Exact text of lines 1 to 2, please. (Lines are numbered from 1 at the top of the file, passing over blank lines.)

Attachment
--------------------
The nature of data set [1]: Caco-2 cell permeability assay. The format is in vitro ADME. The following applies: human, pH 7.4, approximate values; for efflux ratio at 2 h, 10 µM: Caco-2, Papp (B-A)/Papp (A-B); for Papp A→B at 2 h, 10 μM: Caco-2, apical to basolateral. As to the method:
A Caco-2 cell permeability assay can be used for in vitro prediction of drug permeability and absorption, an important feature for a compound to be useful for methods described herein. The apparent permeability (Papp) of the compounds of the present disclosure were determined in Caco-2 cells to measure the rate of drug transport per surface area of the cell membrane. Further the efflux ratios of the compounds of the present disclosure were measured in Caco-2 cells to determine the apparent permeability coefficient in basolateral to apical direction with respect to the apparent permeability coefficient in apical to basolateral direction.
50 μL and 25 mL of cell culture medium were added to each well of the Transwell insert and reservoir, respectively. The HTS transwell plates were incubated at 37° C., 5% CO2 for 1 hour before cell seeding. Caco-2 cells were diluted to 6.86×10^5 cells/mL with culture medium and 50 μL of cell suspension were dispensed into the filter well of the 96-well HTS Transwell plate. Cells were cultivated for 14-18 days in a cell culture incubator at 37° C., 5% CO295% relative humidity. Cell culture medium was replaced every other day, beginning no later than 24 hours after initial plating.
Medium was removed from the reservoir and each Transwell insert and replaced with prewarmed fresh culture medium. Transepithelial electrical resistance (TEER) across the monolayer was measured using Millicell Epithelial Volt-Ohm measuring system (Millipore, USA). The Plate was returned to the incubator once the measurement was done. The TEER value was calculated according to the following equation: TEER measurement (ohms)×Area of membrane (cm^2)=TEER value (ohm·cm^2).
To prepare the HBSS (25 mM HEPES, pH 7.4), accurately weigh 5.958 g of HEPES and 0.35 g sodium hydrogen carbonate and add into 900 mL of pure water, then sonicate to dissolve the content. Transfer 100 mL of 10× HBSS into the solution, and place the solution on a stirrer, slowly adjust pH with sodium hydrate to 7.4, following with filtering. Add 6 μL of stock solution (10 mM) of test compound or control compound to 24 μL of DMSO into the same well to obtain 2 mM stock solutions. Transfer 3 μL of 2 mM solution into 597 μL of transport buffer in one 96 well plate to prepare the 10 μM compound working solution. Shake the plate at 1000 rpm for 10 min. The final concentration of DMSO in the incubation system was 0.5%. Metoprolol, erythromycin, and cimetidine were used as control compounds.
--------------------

The nature of data set [1]: Caco-2 cell permeability assay. The format is in vitro ADME. The following applies: human, pH 7.4, approximate values; for efflux ratio at 2 h, 10 µM: Caco-2, Papp (B-A)/Papp (A-B); for Papp A→B at 2 h, 10 μM: Caco-2, apical to basolateral. As to the method:
A Caco-2 cell permeability assay can be used for in vitro prediction of drug permeability and absorption, an important feature for a compound to be useful for methods described herein. The apparent permeability (Papp) of the compounds of the present disclosure were determined in Caco-2 cells to measure the rate of drug transport per surface area of the cell membrane. Further the efflux ratios of the compounds of the present disclosure were measured in Caco-2 cells to determine the apparent permeability coefficient in basolateral to apical direction with respect to the apparent permeability coefficient in apical to basolateral direction.